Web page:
Hav­ing a con­fi­dent smile is at the heart of a teen’s self-im­age

The Daily Telegraph (Sydney) - Best Weekend - - FRONT PAGE -

IN the age of the selfie, it’s not sur­pris­ing to dis­cover that one-third of Aus­tralian teens are dissatisfied with their teeth, ac­cord­ing to a new sur­vey by teeth re­align­ment com­pany, In­visalign. The same sur­vey found 71 per cent of teens and their par­ents be­lieve a nice smile demon­strates self­con­fi­dence.

Even model Ken­dall Jen­ner (pic­tured left) used In­visalign to help cre­ate her mil­lion-dol­lar smile.

The 2018 Teen Con­fi­dence Sur­vey, which polled teens and their par­ents, also re­vealed al­most one-quar­ter of teens be­lieve chang­ing their ap­pear­ance would im­prove their self­con­fi­dence.

“Hav­ing a con­fi­dent smile is re­ally at the heart of self-im­age,” says child and fam­ily psy­chol­o­gist Clare Rowe.

“When some­one doesn’t feel con­fi­dent about their smile then that self-doubt and re­sult­ing anx­i­ety in­fil­trates oth­er­wise en­joy­able so­cial sit­u­a­tions, mak­ing them stress­ful.”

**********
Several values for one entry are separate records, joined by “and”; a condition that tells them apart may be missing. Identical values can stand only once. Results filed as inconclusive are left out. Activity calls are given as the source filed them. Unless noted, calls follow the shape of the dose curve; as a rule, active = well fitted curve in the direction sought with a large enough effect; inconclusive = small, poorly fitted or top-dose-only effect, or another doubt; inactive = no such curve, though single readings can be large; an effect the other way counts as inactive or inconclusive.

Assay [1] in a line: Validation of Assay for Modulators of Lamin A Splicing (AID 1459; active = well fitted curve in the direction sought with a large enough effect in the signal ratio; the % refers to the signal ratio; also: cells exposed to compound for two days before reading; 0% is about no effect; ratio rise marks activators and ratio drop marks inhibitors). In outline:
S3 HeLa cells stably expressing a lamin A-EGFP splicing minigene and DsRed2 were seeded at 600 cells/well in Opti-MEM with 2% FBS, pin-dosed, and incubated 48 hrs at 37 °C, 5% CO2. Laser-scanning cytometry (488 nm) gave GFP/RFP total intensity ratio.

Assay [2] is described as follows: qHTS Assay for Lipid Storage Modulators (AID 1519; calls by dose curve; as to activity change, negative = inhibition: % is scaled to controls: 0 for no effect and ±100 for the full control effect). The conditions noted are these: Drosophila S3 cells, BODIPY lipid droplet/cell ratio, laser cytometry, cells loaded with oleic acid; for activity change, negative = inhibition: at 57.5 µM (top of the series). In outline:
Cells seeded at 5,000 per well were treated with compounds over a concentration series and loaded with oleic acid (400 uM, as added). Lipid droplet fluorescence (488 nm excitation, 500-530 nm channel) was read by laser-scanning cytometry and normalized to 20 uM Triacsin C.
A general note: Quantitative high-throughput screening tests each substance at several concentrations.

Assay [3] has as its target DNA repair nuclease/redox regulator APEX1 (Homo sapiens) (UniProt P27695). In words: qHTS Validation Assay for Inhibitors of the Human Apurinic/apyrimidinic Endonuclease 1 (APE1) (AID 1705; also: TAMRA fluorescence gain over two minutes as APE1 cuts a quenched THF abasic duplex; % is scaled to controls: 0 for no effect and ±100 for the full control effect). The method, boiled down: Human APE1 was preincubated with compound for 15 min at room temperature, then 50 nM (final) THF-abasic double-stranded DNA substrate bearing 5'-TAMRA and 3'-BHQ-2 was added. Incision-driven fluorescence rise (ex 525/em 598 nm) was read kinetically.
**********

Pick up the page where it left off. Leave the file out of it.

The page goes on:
One in four teens are not com­fort­able in their own skin, the sur­vey found, and 75 per cent of those said it was due to their ap­pear­ance. By com­par­i­son, as many as 84 per cent of par­ents of the teens polled be­lieved their child was con­fi­dent, re­veal­ing a dis­crep­ancy with the way teens feel and the way their par­ents view them.

“This means that there are a sig­nif­i­cant num­ber of teens strug­gling with the con­fi­dence of how they look and not mak­ing it known to those clos­est to them,” Rowe says.

About 77 per cent of teens felt more con­fi­dent af­ter hav­ing braces put on and one-third of those who haven’t had their teeth aligned said they would have it done, with most be­liev­ing it would im­prove their con­fi­dence. More than 60 per cent of teens said they would pre­fer clear align­ers.

Newspapers in English

Newspapers from Australia

© PressReader. All rights reserved.